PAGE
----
It’s a funny thing, division – its principles apply to many aspects of our lives. We can cut something up, but its original ‘wholeness’ persists in ways we may never have considered.
Wholeness as a concept is worth some thought. Can we step back and consider why we think something is whole? Is it simply that ‘it works’ – in the way that a car works because all the pieces are in the correct working order and create a functioning machine?
Humanity has an innate skill in its ability to decide something is whole. Maturity teaches us that our individual life’s learning leads to a degree of wisdom. This is reflected in what we admire. Music is a good example of this. If we are considered person, whose state of mind is calm and searches for insights into the world and how it impacts us, then we will seek out music that – in its wholeness – reflects this. If we are a younger or less mature person, our state of agitation or angst might be reflected in a love for a more discordant style, whose essence is rebellious… or even violent.
The songs or instrumental tracks we seek out will have a certain resonance with how we feel about life, and , importantly, how we choose to extend our experience. In this way our ‘comfort level of wholeness’ will guide how we allow experience to make our life ‘bigger’.
Experience is, potentially, so vivid that, if we have the means, we may end up rejecting it and turning away from the new. Most adults do this to some degree; indeed, we may consider society’s measure of maturity to be the ability to throw a kind of ‘shield’ in front of the stream of life experience that would otherwise come at us – like a gale-force wind.
In so doing, we are saying to the universe ‘I have enough. I’ve learnt what I need to, I don’t want to go back into that fearful place where what I have stored up as ‘me’ can be threatened by change…’
And then we stop and look at that last sentiment: ‘threatened by change’.
It’s a frightening moment in itself. Are we to cast off the defences we have constructed over a mature lifetime? We will, at the end of our lives, go through an enormous change, as our physical mechanisms lose their ability to stabilise the flow of apparently chaotic universe coming at us.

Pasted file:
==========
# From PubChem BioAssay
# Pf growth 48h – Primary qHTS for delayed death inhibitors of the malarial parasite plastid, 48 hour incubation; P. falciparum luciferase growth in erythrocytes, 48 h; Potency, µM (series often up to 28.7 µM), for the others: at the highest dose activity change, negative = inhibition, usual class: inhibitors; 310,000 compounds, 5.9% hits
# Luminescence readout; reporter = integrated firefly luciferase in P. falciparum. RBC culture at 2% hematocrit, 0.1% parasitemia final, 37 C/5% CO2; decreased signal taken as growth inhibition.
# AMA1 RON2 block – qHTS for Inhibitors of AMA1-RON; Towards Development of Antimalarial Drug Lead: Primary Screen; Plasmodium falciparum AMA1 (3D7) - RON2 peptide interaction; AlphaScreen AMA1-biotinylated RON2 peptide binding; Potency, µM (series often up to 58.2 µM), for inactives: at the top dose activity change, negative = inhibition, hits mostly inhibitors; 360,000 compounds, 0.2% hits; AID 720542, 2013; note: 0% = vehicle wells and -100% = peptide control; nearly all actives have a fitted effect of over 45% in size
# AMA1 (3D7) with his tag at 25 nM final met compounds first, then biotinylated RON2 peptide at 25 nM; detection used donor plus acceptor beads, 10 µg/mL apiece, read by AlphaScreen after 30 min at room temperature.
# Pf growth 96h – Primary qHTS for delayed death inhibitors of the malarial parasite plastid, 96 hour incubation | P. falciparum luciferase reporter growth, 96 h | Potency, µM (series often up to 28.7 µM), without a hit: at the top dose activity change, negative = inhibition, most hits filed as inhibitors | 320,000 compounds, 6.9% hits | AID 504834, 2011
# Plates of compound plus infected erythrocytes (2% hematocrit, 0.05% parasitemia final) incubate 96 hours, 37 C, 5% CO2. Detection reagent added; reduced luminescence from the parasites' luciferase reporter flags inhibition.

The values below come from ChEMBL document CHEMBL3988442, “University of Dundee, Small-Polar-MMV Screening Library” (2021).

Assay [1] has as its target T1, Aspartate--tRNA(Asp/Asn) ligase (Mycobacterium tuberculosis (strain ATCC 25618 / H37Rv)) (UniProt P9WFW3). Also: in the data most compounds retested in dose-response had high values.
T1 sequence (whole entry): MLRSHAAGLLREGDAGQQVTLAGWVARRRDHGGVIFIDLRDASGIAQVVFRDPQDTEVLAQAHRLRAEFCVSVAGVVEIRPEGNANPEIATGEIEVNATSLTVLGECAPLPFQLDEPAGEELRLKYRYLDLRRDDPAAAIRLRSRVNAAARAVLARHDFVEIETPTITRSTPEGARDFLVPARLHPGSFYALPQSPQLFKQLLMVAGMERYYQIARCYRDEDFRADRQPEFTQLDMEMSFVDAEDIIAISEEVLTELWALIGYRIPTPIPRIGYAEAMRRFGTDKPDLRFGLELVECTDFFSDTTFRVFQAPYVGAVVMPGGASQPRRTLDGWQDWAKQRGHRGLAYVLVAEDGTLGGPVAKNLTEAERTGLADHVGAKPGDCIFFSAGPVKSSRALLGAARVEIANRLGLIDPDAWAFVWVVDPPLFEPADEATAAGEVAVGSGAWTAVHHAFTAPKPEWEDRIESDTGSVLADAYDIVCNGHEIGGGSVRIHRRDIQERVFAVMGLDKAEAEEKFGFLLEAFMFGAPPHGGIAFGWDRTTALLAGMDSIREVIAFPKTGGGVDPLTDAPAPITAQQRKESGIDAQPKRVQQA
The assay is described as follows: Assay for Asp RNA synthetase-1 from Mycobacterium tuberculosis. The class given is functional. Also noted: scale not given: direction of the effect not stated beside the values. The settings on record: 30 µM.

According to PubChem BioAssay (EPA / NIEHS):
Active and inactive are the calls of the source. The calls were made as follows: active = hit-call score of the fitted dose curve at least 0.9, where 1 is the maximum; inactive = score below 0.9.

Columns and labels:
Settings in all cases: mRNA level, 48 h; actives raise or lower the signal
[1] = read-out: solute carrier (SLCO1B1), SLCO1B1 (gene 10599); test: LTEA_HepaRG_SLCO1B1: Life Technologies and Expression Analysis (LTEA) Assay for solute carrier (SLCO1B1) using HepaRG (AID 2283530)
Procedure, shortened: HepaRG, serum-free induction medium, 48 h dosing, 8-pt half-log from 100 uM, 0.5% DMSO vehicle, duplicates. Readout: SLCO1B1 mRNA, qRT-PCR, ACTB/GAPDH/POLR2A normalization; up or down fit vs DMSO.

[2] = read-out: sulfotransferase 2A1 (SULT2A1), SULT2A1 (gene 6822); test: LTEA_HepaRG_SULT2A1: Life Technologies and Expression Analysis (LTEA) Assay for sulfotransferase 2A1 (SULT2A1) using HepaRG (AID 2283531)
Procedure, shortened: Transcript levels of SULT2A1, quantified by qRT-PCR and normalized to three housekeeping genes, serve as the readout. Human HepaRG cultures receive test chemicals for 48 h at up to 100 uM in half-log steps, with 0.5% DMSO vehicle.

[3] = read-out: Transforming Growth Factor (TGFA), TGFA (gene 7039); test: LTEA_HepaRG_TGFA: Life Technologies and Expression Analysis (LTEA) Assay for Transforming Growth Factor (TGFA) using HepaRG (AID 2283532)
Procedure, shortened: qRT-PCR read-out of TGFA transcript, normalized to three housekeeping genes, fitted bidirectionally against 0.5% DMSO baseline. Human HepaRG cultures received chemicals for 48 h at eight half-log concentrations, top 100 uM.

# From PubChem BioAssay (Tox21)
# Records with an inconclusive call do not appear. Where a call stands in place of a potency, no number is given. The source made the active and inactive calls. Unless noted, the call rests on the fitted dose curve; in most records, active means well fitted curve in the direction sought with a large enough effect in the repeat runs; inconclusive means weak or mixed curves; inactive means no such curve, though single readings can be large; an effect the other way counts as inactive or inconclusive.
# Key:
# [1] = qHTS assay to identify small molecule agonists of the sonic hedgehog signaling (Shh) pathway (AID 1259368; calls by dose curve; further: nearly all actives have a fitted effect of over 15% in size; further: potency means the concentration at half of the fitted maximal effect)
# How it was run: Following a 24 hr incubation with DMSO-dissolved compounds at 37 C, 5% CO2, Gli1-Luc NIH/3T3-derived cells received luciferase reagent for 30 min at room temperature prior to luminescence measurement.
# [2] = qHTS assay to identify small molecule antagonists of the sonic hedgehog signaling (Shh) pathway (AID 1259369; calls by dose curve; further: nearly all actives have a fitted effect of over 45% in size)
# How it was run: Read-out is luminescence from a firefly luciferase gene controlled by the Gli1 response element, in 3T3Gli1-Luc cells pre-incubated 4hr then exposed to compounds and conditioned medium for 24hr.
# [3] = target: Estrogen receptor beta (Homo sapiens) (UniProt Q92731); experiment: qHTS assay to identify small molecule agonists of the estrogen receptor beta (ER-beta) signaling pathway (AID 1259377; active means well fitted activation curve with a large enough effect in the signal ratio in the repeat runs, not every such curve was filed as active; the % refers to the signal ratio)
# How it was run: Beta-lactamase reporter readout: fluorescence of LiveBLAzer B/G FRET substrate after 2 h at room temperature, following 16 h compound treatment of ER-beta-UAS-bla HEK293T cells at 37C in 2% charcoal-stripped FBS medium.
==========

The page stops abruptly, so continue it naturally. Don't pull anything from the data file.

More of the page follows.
Yet, people report seeing great peace on the faces of those loved ones they have partly accompanied on that journey. I have watched a small number of people die, and seen nothing but peace in that passing.
But, such considerations are for the end of our lives. What about the catastrophes that seem to triumph against our values, against what we call our civilisation? There is a widespread feeling that our beloved planet is beset by these from both political and environmental sources. New super-powers are arising, often with very different value systems to those we respect in the so-called West. Even within our societies, there is a renewed arising of populism, which seeks to throw away that which is established, simply because it is so.
I suspect it had always been that way; that we have lived through an unparalleled period of post-war prosperity and stability. Sadly, the lessons of the major wars of the past one hundred years seem to count for nothing within whole sections of our world. A historian friend once said to me: ‘When you forget about the real horror of societal chaos, it is free to live again…’
It may be that our coming struggle with what we are doing to the natural systems – wholeness – of the Earth are a kind of final maturing of the being and consciousness of its dominant life form. But, it is hard to see how our present political systems would permit the needed changes.
Perhaps even this is wrong. Maybe when what seems like self-evident goodness is swept away it is because it has been passed on as learning and opinion and not as experience. But, how could we pass on experience? It is impossible – and therefore eternally transient and changing. Its value is to the individual who collects it, consciously – who seeks it out. When enough such people combine their selfless desires and experience, a new civilisation is born.
When the dams break we may face our greatest test; and it may not be further resistance, but ‘going with the flow’ and being a true ‘elder’ in a world that will desperately be seeking a living memory of the former wholeness – even though the age may need a new one… It’s own.
It is a vast wheel – as depicted in the sacred literature of the ancient ones. The only bit of it we are in control of is our refection of that whole, filtered by the lenses of perception we have established from what has happened to us.
In that there is a great key to our lives.
In our forthcoming weekend workshop: The Keys of Heaven – In the footsteps of St Cedd, 6-8 December, we will be considering these deepest of questions from the perspective of the spiritual psychology of mankind, and its ability to interact with our fate. A few places are still available.
Stephen Tanham is a Director of the Silent Eye School of Consciousness, a not-for-profit teaching school of modern mysticism that helps people find a personal path to a deeper place within their internal and external lives.
The Silent Eye provides home-based, practical courses which are low-cost and personally supervised. The course materials and corresponding supervision are provided month by month without further commitment.